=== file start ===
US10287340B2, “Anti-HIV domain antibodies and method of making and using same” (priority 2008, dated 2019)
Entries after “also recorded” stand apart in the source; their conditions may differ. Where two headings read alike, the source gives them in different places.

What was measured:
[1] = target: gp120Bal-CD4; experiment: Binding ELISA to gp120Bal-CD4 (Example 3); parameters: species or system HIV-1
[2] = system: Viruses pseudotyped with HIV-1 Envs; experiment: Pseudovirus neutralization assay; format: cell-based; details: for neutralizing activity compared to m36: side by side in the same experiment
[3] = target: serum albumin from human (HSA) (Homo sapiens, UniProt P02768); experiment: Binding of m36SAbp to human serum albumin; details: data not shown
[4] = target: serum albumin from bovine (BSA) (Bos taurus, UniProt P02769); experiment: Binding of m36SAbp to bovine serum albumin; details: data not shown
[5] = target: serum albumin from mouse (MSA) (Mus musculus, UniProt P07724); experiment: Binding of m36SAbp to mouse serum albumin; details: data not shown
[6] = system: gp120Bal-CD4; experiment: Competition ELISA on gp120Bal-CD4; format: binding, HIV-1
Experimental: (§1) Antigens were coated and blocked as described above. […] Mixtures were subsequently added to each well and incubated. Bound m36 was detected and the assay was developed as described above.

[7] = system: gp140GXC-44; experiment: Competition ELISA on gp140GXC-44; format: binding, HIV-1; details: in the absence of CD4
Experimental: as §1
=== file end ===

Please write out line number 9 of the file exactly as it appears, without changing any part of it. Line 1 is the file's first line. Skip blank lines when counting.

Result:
[6] = system: gp120Bal-CD4; experiment: Competition ELISA on gp120Bal-CD4; format: binding, HIV-1